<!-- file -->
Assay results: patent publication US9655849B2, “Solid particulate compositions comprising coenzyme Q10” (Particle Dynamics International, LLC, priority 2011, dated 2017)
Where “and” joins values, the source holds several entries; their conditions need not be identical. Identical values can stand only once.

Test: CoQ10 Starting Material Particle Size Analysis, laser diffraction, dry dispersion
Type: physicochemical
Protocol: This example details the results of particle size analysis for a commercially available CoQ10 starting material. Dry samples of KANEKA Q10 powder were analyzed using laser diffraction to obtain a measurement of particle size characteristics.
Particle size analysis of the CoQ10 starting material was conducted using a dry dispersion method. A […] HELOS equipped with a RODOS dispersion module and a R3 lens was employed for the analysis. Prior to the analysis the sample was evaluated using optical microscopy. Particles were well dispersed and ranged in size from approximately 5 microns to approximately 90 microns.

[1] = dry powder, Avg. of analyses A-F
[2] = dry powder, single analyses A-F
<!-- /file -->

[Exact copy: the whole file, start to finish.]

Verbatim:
Assay results: patent publication US9655849B2, “Solid particulate compositions comprising coenzyme Q10” (Particle Dynamics International, LLC, priority 2011, dated 2017)
Where “and” joins values, the source holds several entries; their conditions need not be identical. Identical values can stand only once.

Test: CoQ10 Starting Material Particle Size Analysis, laser diffraction, dry dispersion
Type: physicochemical
Protocol: This example details the results of particle size analysis for a commercially available CoQ10 starting material. Dry samples of KANEKA Q10 powder were analyzed using laser diffraction to obtain a measurement of particle size characteristics.
Particle size analysis of the CoQ10 starting material was conducted using a dry dispersion method. A […] HELOS equipped with a RODOS dispersion module and a R3 lens was employed for the analysis. Prior to the analysis the sample was evaluated using optical microscopy. Particles were well dispersed and ranged in size from approximately 5 microns to approximately 90 microns.

[1] = dry powder, Avg. of analyses A-F
[2] = dry powder, single analyses A-F